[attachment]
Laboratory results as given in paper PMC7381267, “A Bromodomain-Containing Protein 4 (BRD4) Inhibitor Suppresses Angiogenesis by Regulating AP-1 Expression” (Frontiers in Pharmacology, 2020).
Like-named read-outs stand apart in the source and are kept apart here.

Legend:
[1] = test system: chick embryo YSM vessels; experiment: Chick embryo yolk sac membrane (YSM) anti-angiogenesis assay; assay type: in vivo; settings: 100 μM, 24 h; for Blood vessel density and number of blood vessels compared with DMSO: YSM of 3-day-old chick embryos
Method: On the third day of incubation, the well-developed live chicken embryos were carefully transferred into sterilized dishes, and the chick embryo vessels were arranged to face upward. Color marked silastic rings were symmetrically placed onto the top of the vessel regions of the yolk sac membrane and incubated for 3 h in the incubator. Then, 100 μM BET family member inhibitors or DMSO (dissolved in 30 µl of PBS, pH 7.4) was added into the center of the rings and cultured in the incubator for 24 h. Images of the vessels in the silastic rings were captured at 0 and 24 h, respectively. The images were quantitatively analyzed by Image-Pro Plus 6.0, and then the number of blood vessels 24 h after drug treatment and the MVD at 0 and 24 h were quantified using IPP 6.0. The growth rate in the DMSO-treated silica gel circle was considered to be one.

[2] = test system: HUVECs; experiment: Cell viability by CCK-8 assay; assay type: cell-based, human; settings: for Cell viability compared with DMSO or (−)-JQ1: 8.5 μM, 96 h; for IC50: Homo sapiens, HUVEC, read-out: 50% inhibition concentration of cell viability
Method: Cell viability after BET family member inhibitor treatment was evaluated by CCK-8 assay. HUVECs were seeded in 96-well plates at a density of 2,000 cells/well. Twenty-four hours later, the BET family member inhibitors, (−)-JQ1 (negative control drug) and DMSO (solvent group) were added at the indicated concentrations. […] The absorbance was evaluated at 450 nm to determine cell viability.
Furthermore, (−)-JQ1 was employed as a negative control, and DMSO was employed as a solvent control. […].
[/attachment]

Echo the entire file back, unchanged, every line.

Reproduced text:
Laboratory results as given in paper PMC7381267, “A Bromodomain-Containing Protein 4 (BRD4) Inhibitor Suppresses Angiogenesis by Regulating AP-1 Expression” (Frontiers in Pharmacology, 2020).
Like-named read-outs stand apart in the source and are kept apart here.

Legend:
[1] = test system: chick embryo YSM vessels; experiment: Chick embryo yolk sac membrane (YSM) anti-angiogenesis assay; assay type: in vivo; settings: 100 μM, 24 h; for Blood vessel density and number of blood vessels compared with DMSO: YSM of 3-day-old chick embryos
Method: On the third day of incubation, the well-developed live chicken embryos were carefully transferred into sterilized dishes, and the chick embryo vessels were arranged to face upward. Color marked silastic rings were symmetrically placed onto the top of the vessel regions of the yolk sac membrane and incubated for 3 h in the incubator. Then, 100 μM BET family member inhibitors or DMSO (dissolved in 30 µl of PBS, pH 7.4) was added into the center of the rings and cultured in the incubator for 24 h. Images of the vessels in the silastic rings were captured at 0 and 24 h, respectively. The images were quantitatively analyzed by Image-Pro Plus 6.0, and then the number of blood vessels 24 h after drug treatment and the MVD at 0 and 24 h were quantified using IPP 6.0. The growth rate in the DMSO-treated silica gel circle was considered to be one.

[2] = test system: HUVECs; experiment: Cell viability by CCK-8 assay; assay type: cell-based, human; settings: for Cell viability compared with DMSO or (−)-JQ1: 8.5 μM, 96 h; for IC50: Homo sapiens, HUVEC, read-out: 50% inhibition concentration of cell viability
Method: Cell viability after BET family member inhibitor treatment was evaluated by CCK-8 assay. HUVECs were seeded in 96-well plates at a density of 2,000 cells/well. Twenty-four hours later, the BET family member inhibitors, (−)-JQ1 (negative control drug) and DMSO (solvent group) were added at the indicated concentrations. […] The absorbance was evaluated at 450 nm to determine cell viability.
Furthermore, (−)-JQ1 was employed as a negative control, and DMSO was employed as a solvent control. […].